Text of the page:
Saturday, February 10, 2018

Seeing "Hamlet" Live at the American Shakespeare Center

This afternoon, three friends and I gathered in Staunton, VA, to see Hamlet performed live at the Blackfriars Playhouse, home to the American Shakespeare Center.  Two of us had been there before, and two of us were basically dragged there by me because that's the sort of nice friend I am.  Happily, it was a brilliant production, and we all went away happy.  Or, in my case, in a state of blissful ecstasy that I'm still tingling with like six hours after the production ended.

We gave the actors three curtain calls.  That's how good this was.

I have so, so, sooooooo many things I want to say.  And I'm pretty sure I'm not going to get to all of them.  First off, the Blackfriars Playhouse is amazing in and of itself.  It's a recreation of the Blackfriars Theater in London where Shakespeare's plays were performed when he was writing them.  It's a small, intimate theater with gorgeous decor, wonderful acoustics (no microphones for the actors!), and a fun, playful vibe even for serious productions like Hamlet.  It looks like this:

That's a view from above the stage, looking toward the audience.  You can see that it does not have zillions of seats, very cozy.  We were in kind of the middle of those seats on the main floor straight out from the stage this afternoon, which let us lock eyes with the actors during their speeches (I may or may not have made one actor smile when they caught me mouthing the lines along with them -- they might have been planning to smile there anyway, I don't know) and feel like we were really just there in the moment.  So cool.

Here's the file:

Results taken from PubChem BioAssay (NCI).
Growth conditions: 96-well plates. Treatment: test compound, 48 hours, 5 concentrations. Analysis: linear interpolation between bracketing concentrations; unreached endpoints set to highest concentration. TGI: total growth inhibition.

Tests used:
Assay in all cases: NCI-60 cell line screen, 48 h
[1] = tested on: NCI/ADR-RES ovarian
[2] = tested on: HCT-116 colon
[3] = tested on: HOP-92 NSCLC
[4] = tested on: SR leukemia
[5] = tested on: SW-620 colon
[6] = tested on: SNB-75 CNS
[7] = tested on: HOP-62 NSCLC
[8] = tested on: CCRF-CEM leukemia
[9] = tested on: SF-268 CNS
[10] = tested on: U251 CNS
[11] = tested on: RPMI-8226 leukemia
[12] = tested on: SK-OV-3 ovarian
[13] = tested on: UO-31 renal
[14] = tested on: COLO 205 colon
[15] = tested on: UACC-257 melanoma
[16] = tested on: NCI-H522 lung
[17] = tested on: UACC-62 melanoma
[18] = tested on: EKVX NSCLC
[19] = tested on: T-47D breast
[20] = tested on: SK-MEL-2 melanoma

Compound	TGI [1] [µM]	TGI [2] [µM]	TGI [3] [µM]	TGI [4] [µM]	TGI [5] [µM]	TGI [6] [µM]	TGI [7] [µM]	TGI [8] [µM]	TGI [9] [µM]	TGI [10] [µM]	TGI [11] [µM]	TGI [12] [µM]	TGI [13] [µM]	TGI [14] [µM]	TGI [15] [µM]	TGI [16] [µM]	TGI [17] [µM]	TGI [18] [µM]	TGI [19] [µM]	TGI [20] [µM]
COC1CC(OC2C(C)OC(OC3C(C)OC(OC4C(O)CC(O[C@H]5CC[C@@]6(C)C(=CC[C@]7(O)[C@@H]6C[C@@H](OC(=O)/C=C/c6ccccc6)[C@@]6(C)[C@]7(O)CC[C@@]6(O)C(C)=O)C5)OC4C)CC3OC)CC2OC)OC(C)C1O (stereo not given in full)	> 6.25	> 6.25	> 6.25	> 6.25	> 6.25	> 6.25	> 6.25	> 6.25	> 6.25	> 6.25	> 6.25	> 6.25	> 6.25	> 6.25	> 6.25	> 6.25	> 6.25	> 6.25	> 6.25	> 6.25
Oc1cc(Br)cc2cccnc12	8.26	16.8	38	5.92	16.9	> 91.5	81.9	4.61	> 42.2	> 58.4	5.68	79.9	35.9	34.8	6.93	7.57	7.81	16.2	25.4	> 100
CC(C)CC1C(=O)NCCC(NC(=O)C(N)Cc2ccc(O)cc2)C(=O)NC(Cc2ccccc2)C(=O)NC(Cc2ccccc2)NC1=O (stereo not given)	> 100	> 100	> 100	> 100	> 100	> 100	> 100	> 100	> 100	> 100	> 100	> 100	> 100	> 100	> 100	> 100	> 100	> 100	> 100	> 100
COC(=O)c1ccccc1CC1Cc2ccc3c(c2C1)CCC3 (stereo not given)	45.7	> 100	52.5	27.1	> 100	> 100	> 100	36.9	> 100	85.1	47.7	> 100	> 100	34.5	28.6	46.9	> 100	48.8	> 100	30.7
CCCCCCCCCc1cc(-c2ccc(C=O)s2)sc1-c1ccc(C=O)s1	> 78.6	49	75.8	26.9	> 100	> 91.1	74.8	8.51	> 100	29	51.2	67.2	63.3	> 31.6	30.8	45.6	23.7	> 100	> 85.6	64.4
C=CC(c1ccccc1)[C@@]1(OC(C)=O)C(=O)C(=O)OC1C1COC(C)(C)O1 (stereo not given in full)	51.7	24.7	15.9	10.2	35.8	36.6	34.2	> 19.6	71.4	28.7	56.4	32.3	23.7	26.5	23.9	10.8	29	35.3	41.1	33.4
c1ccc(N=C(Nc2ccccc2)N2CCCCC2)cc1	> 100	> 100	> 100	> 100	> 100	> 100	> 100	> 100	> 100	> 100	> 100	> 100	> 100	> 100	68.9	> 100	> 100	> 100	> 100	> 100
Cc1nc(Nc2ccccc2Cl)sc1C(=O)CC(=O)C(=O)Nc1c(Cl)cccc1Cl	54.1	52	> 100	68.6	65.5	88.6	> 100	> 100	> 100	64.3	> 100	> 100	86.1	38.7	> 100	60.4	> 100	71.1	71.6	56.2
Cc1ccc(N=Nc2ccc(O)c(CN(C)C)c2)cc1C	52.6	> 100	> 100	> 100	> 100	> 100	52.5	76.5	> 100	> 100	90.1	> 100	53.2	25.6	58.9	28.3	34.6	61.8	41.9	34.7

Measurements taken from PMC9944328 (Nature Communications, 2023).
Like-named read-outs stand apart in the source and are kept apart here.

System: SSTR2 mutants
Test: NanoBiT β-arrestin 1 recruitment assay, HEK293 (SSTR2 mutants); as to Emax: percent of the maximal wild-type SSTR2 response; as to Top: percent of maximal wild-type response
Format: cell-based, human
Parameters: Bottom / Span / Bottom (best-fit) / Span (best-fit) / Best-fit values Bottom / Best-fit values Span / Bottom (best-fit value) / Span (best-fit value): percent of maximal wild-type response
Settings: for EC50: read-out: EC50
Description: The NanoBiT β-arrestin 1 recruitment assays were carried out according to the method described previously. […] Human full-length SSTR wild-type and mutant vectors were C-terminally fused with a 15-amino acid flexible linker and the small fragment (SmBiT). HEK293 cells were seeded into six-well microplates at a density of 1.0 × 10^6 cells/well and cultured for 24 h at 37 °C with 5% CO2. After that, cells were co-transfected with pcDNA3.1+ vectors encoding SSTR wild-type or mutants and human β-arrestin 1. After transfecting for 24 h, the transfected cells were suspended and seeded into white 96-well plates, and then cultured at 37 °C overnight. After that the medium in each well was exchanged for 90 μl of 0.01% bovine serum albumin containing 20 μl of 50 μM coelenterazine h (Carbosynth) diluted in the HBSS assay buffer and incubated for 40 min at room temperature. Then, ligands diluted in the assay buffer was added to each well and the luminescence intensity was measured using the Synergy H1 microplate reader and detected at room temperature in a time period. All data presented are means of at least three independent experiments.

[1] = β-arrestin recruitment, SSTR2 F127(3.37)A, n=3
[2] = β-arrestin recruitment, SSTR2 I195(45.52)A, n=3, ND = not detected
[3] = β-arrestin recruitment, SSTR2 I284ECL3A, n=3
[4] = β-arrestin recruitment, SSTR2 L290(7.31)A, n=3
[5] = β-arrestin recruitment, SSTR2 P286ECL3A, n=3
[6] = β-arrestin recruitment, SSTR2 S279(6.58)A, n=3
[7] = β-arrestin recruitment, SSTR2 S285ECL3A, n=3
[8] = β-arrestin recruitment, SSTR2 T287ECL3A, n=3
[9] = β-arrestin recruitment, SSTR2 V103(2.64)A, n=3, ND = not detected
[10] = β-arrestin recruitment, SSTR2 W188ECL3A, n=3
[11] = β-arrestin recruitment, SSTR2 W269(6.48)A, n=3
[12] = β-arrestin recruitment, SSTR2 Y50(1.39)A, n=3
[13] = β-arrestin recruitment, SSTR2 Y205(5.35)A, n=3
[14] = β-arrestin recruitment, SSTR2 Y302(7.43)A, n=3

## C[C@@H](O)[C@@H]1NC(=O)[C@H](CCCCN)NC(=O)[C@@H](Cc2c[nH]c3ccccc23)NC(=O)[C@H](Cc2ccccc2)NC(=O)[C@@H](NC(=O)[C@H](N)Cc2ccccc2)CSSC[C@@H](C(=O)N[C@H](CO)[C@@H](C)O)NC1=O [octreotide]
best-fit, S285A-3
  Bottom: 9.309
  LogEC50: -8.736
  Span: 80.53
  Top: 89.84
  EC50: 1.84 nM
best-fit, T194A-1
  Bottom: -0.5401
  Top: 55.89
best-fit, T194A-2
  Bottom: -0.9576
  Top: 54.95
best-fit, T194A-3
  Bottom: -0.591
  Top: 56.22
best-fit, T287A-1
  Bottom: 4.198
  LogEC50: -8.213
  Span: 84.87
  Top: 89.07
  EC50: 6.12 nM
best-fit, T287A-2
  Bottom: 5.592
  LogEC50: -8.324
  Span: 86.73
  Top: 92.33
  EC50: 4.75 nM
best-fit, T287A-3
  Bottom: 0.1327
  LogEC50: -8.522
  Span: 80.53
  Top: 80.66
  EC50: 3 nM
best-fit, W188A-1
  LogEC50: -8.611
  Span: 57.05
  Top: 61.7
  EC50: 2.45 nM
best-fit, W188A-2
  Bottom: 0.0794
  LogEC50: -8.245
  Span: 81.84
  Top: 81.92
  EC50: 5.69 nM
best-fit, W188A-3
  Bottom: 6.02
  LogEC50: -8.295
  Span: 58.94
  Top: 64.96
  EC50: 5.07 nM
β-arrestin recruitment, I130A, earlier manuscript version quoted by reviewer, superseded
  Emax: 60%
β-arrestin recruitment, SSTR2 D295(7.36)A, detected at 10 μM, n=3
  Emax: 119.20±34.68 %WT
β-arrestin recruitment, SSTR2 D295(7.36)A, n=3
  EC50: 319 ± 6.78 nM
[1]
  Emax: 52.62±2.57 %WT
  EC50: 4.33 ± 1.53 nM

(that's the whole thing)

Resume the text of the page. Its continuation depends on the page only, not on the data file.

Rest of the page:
Anyway, they did the play in full-on Elizabethan costuming, which was cool.  I've seen way more productions with non-Elizabethan costumes than with, so it was kind of a treat for me to see them actually wearing doublets and hose and so on.  They had minimal props, just a chair or table now and then when needed, plus lots of nice, shiny daggers and swords, some flowers, a couple skulls, etc.  And the staging was lively, energetic, and sometimes surprising in a good way, like having the Ghost make his final appearance from a trapdoor high above the stage!  That was especially cool.


The acting was overall superb.  I'm getting spoiled with amazing productions right now, what with the 2011 film I just reviewed and now this.  Josh Innerst as Hamlet was especially wonderful, just the right mix of inscrutable and relate-able, passionate and cerebral, skeptical and credulous.  Also, he did this very tiny little thing that pleased me to no end:  throughout the bulk of the play, he had very messy hair and an unkempt goatee, like this:


But when he returns from his pirate escapade, his hair was combed, his mustache ends were twisted up, and he was altogether kempt and combed and calm.  It was such a little touch, but so exactly the perfect way to physically show the alteration in the character from wild and whirling and uncertain to a man at peace with his fate and his role and his path.  I LOVED that.